An exemplary embodiment of the present intention is described with reference to an Asynchronous Transfer Mode (ATM) network implementing LANE protocols. Those skilled in the art will appreciated that an ATM network is only one example of a connection-oriented network, and that the present invention could similarly be implemented, for example, in a Frame Relay, X.25, POTS (Plain Old Telephone Service) network or any other connection-oriented network.
Referring to FIG. 1, there is provided an example of a hybrid network 10 implementing LANE protocols, and comprising an ATM backbone or network 12 to which are coupled two "legacy" networks, namely a Token Ring network 14 and an Ethernet network 16. Communication over the ATM network 12 is performed using fixed-length ATM cells that establish and traverse virtual connections (also referred to as virtual circuits) between origin and destination entities. The origin and destination entities, for the purposes of this specification, may be termed the "end-points" of the virtual connection. LANE protocols define entities within the network 10, hereinafter referred to as nodes, which may function as end-points of calls, as is described in further detail below. A virtual connection may be either a Permanent Virtual Connection (PVC) or a Switched Virtual Connection (SVC). Each ATM cell includes a header identifying a destination entity, a cell type and priority. Specifically, each cell header includes (1) a Virtual Path Identifier (VPI) and Virtual Circuit Identifier (VCI) which together identify Virtual Channel Connection (VCC), or (2) only a Virtual Path Identifier (VPI) which identifies a Virtual Path Connection (VPC). Accordingly each VPI and VCI pairing identifies a unique Transmission Path (TP) through the ATM network, each TP comprising a Virtual Path Connection (VPC) and optionally at least one Virtual Channel Connection (VCC). The pairing of a VPI and a VCI (termed the VPI/VCI address), and a physical switch port address, identify the end-points of a VCC within an ATM network. Referring specifically to the exemplary ATM network 12 shown in FIG. 1, the network 12 includes ATM switches 12a and 12b, ATM clients 12c-12f, and an ATM cloud 12g. The ATM cloud 12g may comprise any combination or permutation of ATM network devices, including switches and routers. While, for example, a call between ATM clients 12c and 12f may traverse many switches in the ATM cloud 12g, as well as switches 12a and 12b, such a call may conceptually be viewed as a "direct" virtual or logical connection between the clients 12c and 12f.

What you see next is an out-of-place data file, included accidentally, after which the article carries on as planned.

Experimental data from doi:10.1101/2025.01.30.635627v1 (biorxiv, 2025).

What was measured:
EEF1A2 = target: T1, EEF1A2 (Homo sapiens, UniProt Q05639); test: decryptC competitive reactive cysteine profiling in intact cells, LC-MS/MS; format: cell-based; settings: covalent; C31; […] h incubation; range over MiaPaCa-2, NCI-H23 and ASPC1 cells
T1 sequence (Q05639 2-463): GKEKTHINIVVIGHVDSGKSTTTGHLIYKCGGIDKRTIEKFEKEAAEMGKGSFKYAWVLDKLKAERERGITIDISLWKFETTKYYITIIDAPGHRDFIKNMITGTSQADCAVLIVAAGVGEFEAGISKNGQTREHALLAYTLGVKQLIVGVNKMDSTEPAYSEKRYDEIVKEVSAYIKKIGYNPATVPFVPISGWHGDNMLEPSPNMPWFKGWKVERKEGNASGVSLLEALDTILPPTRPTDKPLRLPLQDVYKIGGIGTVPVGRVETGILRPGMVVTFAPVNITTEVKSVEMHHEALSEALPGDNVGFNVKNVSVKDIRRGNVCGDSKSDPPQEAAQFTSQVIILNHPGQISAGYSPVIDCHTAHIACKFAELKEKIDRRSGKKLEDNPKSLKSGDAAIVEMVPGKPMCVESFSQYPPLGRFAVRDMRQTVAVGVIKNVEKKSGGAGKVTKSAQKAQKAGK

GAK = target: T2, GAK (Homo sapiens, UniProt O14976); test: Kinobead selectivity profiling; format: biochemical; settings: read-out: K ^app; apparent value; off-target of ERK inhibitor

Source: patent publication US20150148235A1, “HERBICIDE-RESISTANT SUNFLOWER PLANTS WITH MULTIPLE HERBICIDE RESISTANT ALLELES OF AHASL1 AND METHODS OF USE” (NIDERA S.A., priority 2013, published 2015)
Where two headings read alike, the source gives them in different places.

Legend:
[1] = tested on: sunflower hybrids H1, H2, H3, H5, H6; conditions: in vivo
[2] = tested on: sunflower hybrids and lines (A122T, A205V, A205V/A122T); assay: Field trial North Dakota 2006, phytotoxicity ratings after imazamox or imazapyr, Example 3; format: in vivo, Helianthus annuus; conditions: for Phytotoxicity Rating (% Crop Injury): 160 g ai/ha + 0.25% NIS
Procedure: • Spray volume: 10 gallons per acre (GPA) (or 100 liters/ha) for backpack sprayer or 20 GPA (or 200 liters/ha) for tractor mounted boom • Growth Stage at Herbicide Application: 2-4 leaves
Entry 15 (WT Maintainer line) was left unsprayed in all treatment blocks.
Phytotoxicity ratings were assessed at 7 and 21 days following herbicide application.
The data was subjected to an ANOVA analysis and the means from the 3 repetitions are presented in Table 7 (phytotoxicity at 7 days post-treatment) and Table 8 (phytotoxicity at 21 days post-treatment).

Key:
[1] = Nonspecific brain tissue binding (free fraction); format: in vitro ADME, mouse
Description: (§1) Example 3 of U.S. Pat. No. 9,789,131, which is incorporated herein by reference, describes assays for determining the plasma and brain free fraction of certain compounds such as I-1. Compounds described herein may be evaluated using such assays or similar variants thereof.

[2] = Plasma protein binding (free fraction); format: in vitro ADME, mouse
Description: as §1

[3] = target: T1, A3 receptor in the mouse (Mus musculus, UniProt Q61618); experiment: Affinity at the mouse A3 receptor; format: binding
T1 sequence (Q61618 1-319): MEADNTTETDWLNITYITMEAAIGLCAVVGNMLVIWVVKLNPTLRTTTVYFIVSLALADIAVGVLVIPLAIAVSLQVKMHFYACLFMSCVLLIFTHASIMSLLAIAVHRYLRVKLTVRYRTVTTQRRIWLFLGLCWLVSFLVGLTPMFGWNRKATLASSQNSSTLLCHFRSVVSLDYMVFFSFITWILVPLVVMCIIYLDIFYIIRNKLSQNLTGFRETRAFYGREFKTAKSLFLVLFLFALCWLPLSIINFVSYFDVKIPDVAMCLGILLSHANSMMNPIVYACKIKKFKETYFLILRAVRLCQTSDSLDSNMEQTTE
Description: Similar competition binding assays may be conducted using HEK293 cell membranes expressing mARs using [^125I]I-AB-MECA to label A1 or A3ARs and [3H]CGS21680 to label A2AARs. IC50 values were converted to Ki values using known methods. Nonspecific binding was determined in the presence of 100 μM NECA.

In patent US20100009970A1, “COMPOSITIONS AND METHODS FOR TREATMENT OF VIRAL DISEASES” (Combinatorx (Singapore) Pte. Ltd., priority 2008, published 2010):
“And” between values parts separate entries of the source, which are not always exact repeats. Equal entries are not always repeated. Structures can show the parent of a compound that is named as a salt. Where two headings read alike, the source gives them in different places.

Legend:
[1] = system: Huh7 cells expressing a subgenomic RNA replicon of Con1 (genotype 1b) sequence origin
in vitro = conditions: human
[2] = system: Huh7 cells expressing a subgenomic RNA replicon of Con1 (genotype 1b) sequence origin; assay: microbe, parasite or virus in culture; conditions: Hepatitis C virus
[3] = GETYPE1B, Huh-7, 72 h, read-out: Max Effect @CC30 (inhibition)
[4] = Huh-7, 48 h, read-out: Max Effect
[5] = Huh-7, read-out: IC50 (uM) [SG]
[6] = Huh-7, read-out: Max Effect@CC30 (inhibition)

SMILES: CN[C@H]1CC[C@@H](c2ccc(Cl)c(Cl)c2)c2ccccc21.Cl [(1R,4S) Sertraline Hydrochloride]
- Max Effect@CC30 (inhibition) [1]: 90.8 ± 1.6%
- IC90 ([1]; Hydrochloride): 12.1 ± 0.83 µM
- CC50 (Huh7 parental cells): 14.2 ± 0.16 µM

The exemplary ATM network 12 is also shown to include a network management station 18 that executes network management software 40. The management software 40, in one exemplary embodiment, implements the Simple Network Management Protocol (SNMP), and accordingly gathers network management information captured by Network Management Agents ("agents") 15 resident on network devices throughout the ATM network 12. Each agent 15 is responsible for the maintenance of local Management Information Base (MIB) tables 48, which are data structure accessible via SNMP and which store network management information as ascertained by the relevant agent. Accordingly, each of the switches 12a, 12b, 14a and 16a is shown to be associated with an agent 15 which establishes and maintains the local MIB tables 48.
Referring now to the "legacy" Token-Ring and Ethernet LANs 14 and 16, it will be appreciated that the connectionless protocols under which these LANs operate are fundamentally different from the connection-oriented nature of the ATM protocol. Specifically, in an ATM network a VC has to be setup from the origin to the destination before data transmission, while in Ethernet or Token-Ring networks, no such setup is required. For a client of the Token-Ring LAN 14 to communicate with another client in the network 10 outside the LAN 14, message packets are forwarded the switch 14a, which then fragments and encapsulates the packets as a series of ATM cells for transmission over the ATM network 12. A LANE agent, known as a LAN Emulation Client (LEC) 20, is hosted on the switch 14a and defines the interface between the legacy LAN 14 and the ATM network 12. Specifically, the LEC 20 is responsible for mapping the Media Access Control (MAC) addresses of stations within the Token-Ring network 14 to ATM addresses. The LEC 20 has a unique ATM address, participates directly in the ATM network, and can accordingly create and destroy VCs as needed to make connections to other ATM devices. One of the primary functions of the LEC 20 is to find an ATM address that corresponds to the destination MAC address of any packet it sends. A LEC 22 is also hosted on the switch 16a of the Ethernet network 16, and similarly provides an interface between the Ethernet LAN 16 and the ATM network 12. From a LANE perspective, each of the LANs 14 and 16 may be defined as an emulated LAN (ELAN).